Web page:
Heads will roll

Sara threatens to fire health officials as 19 dengue deaths since January
AFTER seeing the increasing reports of dengue deaths and suspected cases in the city, mayor Inday Sara Duterte warned health officials to step up their prevention efforts if they don’t want to be axed from their positions.

“I want to see a decrease from July to December, otherwise, there is a need to find new people for this job,” Duterte said in a statement, expressing both concern and shock over the current deaths.

The City Health Office (CHO) has so far recorded 19 mortalities from the over 4,000 patients since January. The same data set showed that last year, only eight people in Davao died from dengue.

“That the number of deaths could reach this high is definitely disconcerting and I am appalled because the government is supposed to be doing everything to prevent the breeding of the mosquitoes carrying the virus,” Duterte said on Thursday.

She said dengue is preventable “if only efforts to prevent the spread were done and were done efficiently.”

She said that she has ordered a review of the prevention efforts of the CHO.

“They should always be on their feet, always to err on the side of prevention and not on reaction,” she said.

The CHO, with a  budget of P1 million for dengue program, has been regularly treating curtain and bed nets with chemicals that effectively ward off mosquitoes, according to the City Information Office,

“The city provides the needed materials for the soaking of bed nets and curtains,” said Dr. Josephine Villafuerte, CHO chief.

Villafuerte on Wednesday confirmed that as of June, Davao City has 4,002 dengue cases. The CHO data also showed that of the 19 deaths, at least 11 of them were children — the oldest only aged 5.

Records show a massive increase in dengue cases across the country, with over 57 thousand cases since January.

“This only means that the entire country needs to be alert and must do our part in cleaning our environment and destroying the breeding areas of the mosquitoes,” Villafuerte said.

A different data set from the Department of Health in the region shows that from January to July this year, Davao has 1,648 cases.

DOH dengue prevention program head Antonetta Ebol attributed these cases to the idea that the aedes mosquito has already adapted to the city’s environment.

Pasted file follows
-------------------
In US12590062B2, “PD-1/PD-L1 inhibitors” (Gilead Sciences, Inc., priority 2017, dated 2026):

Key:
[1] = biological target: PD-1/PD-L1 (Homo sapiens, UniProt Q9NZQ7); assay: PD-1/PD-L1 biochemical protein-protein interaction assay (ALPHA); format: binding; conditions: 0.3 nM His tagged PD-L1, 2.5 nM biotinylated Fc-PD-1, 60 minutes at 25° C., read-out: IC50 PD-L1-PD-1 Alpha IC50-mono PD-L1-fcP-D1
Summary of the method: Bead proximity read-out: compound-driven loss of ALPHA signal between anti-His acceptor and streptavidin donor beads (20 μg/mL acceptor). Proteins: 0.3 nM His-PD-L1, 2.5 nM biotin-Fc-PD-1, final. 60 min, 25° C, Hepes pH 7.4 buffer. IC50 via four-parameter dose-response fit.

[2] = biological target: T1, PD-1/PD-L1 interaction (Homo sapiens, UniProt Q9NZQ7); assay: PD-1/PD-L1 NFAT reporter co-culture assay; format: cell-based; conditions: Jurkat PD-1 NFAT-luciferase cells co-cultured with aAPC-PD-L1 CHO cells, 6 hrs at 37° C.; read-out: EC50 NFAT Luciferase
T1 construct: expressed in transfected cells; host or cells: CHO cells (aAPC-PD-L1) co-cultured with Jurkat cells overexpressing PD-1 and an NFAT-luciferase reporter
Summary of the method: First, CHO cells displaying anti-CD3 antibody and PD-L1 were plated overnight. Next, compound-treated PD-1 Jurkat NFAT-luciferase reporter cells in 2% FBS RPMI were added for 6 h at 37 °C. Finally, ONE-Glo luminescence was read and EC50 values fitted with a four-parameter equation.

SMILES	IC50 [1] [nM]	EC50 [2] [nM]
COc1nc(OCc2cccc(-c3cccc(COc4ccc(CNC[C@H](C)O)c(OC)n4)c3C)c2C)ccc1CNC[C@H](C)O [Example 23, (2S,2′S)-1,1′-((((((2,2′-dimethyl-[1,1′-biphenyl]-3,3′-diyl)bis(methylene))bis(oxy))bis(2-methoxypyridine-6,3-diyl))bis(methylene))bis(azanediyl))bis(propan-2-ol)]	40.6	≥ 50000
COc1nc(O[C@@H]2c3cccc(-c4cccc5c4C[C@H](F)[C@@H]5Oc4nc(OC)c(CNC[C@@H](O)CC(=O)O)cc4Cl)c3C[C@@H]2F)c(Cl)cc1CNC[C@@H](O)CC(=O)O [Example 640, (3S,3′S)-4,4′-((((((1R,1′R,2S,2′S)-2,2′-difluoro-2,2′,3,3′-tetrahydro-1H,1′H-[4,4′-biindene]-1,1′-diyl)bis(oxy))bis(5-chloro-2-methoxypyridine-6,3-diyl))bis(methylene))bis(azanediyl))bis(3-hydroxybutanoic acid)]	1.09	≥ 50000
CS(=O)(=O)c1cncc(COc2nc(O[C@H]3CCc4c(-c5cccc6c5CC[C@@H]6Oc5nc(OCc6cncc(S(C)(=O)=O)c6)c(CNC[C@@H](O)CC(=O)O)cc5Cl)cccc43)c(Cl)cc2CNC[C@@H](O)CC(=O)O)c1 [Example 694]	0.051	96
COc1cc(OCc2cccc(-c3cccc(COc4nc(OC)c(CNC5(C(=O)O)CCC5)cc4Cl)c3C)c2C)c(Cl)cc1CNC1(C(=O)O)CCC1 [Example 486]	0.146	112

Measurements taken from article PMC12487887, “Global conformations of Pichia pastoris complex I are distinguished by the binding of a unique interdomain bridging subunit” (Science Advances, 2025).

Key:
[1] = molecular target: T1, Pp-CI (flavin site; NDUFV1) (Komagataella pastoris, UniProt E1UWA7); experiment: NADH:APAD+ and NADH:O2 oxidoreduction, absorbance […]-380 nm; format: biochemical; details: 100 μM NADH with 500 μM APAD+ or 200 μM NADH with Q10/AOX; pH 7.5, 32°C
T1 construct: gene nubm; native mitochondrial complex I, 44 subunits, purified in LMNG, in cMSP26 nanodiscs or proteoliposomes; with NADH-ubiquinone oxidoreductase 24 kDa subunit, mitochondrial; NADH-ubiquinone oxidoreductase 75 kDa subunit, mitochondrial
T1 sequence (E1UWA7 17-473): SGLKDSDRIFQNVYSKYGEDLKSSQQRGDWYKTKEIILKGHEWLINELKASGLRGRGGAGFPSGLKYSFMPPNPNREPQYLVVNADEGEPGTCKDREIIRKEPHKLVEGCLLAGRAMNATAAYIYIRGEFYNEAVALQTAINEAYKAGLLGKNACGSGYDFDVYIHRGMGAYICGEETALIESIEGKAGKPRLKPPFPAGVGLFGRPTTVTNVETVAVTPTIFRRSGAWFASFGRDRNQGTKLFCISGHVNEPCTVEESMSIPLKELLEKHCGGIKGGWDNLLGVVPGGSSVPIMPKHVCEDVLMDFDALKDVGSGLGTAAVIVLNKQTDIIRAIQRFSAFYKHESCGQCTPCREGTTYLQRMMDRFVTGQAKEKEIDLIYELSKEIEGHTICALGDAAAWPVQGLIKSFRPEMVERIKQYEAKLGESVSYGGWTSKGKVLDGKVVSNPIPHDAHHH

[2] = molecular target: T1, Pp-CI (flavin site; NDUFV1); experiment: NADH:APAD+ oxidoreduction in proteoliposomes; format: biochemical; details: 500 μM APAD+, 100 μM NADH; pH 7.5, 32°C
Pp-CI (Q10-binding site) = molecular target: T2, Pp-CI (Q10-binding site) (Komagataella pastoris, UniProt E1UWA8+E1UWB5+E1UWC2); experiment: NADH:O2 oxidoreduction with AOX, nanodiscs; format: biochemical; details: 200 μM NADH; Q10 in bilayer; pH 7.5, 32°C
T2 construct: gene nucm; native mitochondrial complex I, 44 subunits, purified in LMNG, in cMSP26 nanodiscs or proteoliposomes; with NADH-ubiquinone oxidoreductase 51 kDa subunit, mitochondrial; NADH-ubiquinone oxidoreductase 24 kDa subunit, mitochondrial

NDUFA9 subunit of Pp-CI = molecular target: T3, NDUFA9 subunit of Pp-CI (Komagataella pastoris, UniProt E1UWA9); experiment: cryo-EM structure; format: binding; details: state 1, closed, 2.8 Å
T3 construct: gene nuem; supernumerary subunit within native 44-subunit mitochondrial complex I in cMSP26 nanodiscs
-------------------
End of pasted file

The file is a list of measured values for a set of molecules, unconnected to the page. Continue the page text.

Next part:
A huge chunk of the 4,564 suspected dengue cases in the Davao Region involve children.  DOH shows that children 1-14 years old are most vulnerable to dengue. There are 796 dengue cases among children aged 1-4; age groups 5-9 had 1071, and 10-14 had 854.

Ebol added that dengue hot spots in the city are Talomo (462), Poblacion (258), Buhangin (254), Agdao (157), Bunawan (124), and Tugbok (123) districts. The dengue deaths that hit the city were in Bunawan (2), Toril (2), Agdao (1), Poblacion (1) Talomo (1) and Tugbok (1).

Councilor Mary Joselle Villafuerte, chair on the city’s committee on health, told TIMES that she is closely coordinating with DOH-XI regional director.

“He assured me that they are exhausting all efforts to help all affected communities within the Davao Region,” she said.

These efforts include giving insecticide-treated mosquito nets, screens and curtains; fogging; and reinforcing the 4 PM habit through dengue task force in barangays.

She also said that there are no gaps missed out by the dengue preventions efforts of the city. “We have a very active tropical disease unit,” she said.

She added that random confirmatory tests done by the Southern Philippines Medica Center showed that only three or four cases our of 20 come out as dengue positive.

“But this is not a reason to relax,” she said. SHe added that the mayor was right when she wanted to strengthen prevention efforts.

She also made it clear that the number of dengue cases reported is classified as suspected dengue cases based on signs and symptoms. These have yet to be verified by laboratory tests.

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